Last year, Europe toppled the American market as the main destination for Chinese overseas acquisitions. Dmitry Tratas, a financial expert and stock market analyst, pointed out that one of the reasons was Washington’s economic policy towards China.
Speaking with Sputnik China, Tratas suggested that the US government and its regulators have been increasingly creating obstacles for Chinese investment coming into the US market.
"Trade relations between the US and China have long been tense. They are partners but in fact Washington has repeatedly accused Beijing of dumping, unfair competition, protectionism etc.," the expert said.
Commenting further on the focus of Chinese investors on Europe, he explained it with the fact that European economies are more liberal towards foreign investment than the US.
"I think that control [over foreign investment] in Europe is not as strict as that of the US government. But Chinese companies also feel pressure in the European market. However, this pressure is rather about the access of Chinese goods on the European market, but not about mergers and acquisitions (M&A) deals," Tratas underscored.
"Since August 11, 2015, the yuan exchange rate began falling, and as a result, many Chinese companies decided to focus on overseas operations. Moreover, investment in the domestic banking sector has contracted, pushing many companies to invest in foreign assets. Finally, the overseas investment activities of Chinese companies are part of their efforts to internationalize their development and optimize their assets at a global level," Zhang told Sputnik China.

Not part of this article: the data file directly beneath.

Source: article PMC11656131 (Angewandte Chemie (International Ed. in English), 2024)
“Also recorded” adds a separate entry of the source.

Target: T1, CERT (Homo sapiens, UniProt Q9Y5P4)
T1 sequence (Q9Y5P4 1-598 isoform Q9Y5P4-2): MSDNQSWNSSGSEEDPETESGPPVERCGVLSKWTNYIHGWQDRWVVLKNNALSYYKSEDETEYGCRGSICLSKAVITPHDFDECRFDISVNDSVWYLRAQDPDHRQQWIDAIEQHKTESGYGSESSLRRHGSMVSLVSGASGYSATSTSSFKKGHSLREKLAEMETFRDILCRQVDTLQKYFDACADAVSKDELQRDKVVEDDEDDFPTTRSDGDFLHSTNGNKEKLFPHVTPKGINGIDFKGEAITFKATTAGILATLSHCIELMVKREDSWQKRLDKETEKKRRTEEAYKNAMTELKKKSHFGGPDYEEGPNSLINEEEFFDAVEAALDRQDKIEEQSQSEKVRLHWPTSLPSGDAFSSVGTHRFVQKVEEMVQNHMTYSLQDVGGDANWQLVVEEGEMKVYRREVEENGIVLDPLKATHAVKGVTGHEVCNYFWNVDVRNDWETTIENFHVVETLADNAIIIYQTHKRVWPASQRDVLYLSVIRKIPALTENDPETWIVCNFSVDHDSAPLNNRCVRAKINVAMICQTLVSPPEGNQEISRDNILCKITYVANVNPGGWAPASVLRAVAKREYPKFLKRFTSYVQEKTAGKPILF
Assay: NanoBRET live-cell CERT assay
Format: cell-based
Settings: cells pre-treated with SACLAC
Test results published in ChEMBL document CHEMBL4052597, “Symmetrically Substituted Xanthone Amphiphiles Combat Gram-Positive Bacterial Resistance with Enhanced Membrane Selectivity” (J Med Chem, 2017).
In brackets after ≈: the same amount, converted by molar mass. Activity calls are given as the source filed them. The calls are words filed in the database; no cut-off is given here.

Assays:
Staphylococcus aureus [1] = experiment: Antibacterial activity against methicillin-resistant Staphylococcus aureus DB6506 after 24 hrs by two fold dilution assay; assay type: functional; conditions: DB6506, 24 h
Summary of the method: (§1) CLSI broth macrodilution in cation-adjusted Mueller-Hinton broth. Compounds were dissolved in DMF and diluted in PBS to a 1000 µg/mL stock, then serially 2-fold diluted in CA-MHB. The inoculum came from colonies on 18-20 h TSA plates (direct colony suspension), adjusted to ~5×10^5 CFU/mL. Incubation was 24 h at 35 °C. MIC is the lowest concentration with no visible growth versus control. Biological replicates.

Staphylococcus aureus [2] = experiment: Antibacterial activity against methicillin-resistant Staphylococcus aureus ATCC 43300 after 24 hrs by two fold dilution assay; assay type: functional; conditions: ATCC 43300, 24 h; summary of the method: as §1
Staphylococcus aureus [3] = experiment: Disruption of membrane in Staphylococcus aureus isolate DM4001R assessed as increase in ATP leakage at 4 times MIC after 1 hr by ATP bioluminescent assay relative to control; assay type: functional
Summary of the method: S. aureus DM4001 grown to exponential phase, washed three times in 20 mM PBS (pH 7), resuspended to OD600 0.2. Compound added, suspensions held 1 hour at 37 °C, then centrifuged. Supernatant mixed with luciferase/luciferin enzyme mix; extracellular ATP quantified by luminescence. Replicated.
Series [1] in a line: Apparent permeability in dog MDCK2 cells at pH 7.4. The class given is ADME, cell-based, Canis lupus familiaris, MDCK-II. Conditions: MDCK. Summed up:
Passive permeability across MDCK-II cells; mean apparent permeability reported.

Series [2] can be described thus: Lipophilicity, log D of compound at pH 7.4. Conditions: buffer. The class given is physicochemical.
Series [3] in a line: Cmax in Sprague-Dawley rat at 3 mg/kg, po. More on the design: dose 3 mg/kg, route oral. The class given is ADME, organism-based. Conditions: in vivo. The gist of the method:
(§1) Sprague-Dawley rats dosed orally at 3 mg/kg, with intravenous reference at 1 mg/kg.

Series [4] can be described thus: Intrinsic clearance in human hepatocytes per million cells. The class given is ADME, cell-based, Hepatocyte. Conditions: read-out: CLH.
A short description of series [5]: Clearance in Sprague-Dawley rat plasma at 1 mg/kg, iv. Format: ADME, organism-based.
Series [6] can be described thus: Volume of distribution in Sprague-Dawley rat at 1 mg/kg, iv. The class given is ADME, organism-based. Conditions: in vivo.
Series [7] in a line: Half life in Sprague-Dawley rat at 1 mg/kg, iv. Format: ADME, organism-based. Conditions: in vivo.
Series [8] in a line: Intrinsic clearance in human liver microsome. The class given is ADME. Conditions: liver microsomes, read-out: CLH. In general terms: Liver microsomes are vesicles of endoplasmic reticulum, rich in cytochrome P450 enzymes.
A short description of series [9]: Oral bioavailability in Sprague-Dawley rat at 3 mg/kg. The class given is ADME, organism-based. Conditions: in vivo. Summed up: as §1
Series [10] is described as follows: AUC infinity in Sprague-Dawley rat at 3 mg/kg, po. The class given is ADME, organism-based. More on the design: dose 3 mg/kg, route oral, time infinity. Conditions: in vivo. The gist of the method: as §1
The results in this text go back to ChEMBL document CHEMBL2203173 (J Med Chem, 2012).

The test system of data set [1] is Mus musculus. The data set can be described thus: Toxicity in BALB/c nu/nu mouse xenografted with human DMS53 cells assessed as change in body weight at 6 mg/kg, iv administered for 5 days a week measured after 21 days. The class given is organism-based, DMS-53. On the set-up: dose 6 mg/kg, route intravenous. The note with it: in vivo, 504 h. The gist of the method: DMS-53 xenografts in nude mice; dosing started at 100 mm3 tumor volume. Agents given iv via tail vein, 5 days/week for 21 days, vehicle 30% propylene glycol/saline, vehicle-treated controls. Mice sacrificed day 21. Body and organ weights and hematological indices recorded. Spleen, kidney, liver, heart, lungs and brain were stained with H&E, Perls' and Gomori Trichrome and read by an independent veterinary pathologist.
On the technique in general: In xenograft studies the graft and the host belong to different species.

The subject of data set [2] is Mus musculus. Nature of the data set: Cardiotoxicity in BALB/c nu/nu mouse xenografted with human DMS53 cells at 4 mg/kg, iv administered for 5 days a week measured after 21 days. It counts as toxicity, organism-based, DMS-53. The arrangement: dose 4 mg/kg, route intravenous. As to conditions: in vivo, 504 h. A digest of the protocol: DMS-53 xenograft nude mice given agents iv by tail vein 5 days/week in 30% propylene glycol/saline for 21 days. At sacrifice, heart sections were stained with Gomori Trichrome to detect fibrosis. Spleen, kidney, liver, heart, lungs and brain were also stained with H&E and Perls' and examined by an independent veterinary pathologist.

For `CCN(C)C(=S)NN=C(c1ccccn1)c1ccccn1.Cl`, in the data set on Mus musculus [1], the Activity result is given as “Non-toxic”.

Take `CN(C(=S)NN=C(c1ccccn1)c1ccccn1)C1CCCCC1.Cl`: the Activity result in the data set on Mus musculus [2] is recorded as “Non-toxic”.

China’s direct foreign investment in Europe reached $121.4 billion, according to a study by the Mercator Institute for China Studies (MERICS).
As for the "Big Three" European economies, China wants to invest not only in developed economies but also in politically leading nations. In turn, Northern Europe is also an economically stable and attractive business region, which also has influence on political decisions in Europe. As for Southern Europe, there are higher economic risks, but high risks potentially mean high gains. Moreover, China also wants to strengthen its political positions in the region.
According to Vladislav Belov, an expert on Germany and deputy director of the Institute for European Studies at the Russian Academy of Sciences, the 2016 boom of Chinese money in the European market was not accidental.
"It was a plan China had long been working on, and it was the peak of China’s investment activity. Last year, Chinese company did what they had been preparing for. This is why a decline is already expected this year," Belov said.